There is no difference between a backboard and a slide board to the patient. It’s hard and uncomfortable to lie on for any period of time, and can cause soft tissue injury. To trauma professionals in the ED it is thinner, less bulky, easier to manipulate, and does not interfere with xrays as much. We tend to pay less attention to it than a backboard. Although it does not immobilize the spine as well as a backboard does, the difference is not clinically significant (in a cooperative patient). Remember, if your patient actually has a spine fracture, they will be placed on logroll precautions on a soft mattress only somewhere in your hospital! No stiff boards of any kind!

Slide board management tips:

  • Slide boards are for blunt trauma only! Patients with penetrating injury may need an upright chest xray in the ED and the board won’t flex enough.
  • Insert the slide board in any patient who will be getting several diagnostic studies. For trauma activation patients, this can occur as you roll them off the backboard.
  • As soon as diagnostic studies are done, remove the slide board
  • If there are unforeseen delays, remove the slide board and reinsert when ready to move
  • Remember that the soft tissue timer is counting down as soon as the patient is placed on a backboard or slide board
  • Plan an efficient road trip through diagnostic studies for your patient. This allows you to minimize time on the board. 
  • Repeated logrolls onto and off of the slide board are discouraged. Every roll is an opportunity for mishap.

The Chest Tube Autotransfuser

Autotransfusing blood that has been shed from the chest tube is an easy way to resuscitate trauma patients with significant hemorrhage from the chest. Plus, it’s usually not contaminated from bowel injury and it doesn’t need any fancy equipment to prepare it for infusion. 

It looks like fresh whole blood in the collection system. But is it? A prospective study of 22 patients was carried out to answer this question. A blood sample from the collection system of trauma patients with more than 50 cc of blood loss in 4 hours was analyzed for hematology, electrolyte and coagulation profiles.

The authors found that:

  • The hemoglobin and hematocrit from the chest tube were lower than venous blood (Hgb by about 2 grams, Hct by 7.5%)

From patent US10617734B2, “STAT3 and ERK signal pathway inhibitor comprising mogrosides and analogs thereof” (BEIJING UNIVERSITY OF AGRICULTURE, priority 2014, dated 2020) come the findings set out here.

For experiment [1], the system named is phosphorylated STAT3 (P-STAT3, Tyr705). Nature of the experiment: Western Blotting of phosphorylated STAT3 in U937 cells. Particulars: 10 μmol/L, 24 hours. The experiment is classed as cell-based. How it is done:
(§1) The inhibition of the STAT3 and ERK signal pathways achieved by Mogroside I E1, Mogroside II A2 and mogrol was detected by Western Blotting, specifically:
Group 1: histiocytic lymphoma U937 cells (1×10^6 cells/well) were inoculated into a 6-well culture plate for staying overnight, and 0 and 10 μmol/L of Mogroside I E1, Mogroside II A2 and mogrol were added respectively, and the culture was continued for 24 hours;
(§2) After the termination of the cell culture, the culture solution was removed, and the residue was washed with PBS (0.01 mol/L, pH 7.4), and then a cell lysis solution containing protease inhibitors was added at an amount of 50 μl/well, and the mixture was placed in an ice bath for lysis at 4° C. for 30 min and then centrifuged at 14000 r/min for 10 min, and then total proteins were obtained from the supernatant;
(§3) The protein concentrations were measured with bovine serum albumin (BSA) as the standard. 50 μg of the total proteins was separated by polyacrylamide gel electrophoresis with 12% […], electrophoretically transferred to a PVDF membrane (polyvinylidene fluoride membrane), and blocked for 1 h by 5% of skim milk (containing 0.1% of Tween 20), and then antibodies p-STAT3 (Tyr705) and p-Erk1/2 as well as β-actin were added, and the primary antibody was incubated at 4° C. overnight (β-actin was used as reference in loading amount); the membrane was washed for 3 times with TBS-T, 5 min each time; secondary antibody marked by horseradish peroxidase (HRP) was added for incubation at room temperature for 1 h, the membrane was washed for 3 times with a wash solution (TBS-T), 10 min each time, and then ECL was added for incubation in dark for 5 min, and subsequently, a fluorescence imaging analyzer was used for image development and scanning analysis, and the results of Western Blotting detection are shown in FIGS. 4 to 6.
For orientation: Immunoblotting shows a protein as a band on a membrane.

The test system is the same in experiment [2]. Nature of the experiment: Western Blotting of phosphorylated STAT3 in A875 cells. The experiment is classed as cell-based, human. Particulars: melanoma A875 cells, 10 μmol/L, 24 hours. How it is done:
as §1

• Platelet count was very low in chest tube blood
  • Potassium was higher (4.9 mmol/L), but not dangerously so
  • INR, PTT, TT, Factor V and fibrinogen were unmeasurable

Bottom line: Although shed blood from the chest looks like whole blood, it’s missing key coagulation factors and will not clot. Reinfusing it will boost oxygen carrying capacity, but it won’t help with clotting. You may use it as part of your massive transfusion protocol, but don’t forget to give plasma and platelets according to protocol. This also explains why you don’t need to add an anticoagulant to the autotransfusion unit prior to collecting or giving the shed blood!

Related post: Chest tubes and autotransfusion

Reference: Autotransfusion of hemothorax blood in trauma patients: is it the same as fresh whole blood? Am J Surg 202(6):817-822, 2011.

Interesting Case: The Answer

As described last Friday, this patient was found at home bloodied, obtunded, with his hand amputated. He was taken to the hospital (with the hand properly dressed, in a bag), then went to OR for reimplantation. The exact mechanism (assault vs self-mutilation) was not known at the time.

What happened to the patient? Inspection of the scene revealed no forced entry and no evidence of an intruder in all of the blood at the scene. It appeared to be self-inflicted. The hand surgeon determined that the hand could not be reattached. Postoperatively, the patient did not wake up appropriately. He was taken to CT scan and this image was obtained:

This explains the small laceration beneath the right eye. The neurosurgeon deemed the injury nonsurvivable and the patient rapidly progressed to brain death.

Was prehospital care appropriate? Absolutely! They stopped the bleeding, packaged the hand nicely for an attempt at reimplantation, and transported to the hospital quickly. By the way, physicians are usually involved in prehospital care in Europe, where this event occurred.

Is it likely the hand can be reattached? No. Although clean amputations have the best chance, this was likely a ragged wound because a table knife was used to saw off the hand. This takes a lot of force and effort and usually results in severe damage to the severed ends.

What other diagnostic tests should be performed, and when? The patient had two problems: a hand injury with easily controlled bleeding, and a brain injury (remember, the initial GCS was 11). A full evaluation should have occurred before transport to the OR, and this would have prompted an early CT scan of the head. Whether this would have changed the outcome can’t be determined.

Bottom line: this is another example of the “dang!” factor at work. Everybody sees this bloody patient with a mangled, severed hand and focuses on it. The rest of the ABC(D)s go out the window, and the patient is rapidly taken to OR to save the hand. But the knife used to sever the hand is hidden in his brain, and the team is unaware until attention returns to the mental status postop. Don’t let this happen to you!

Related posts:

Reference: An unexpected intracranial blade. Prehospital Emergency Care, online ahead of print, September 2012.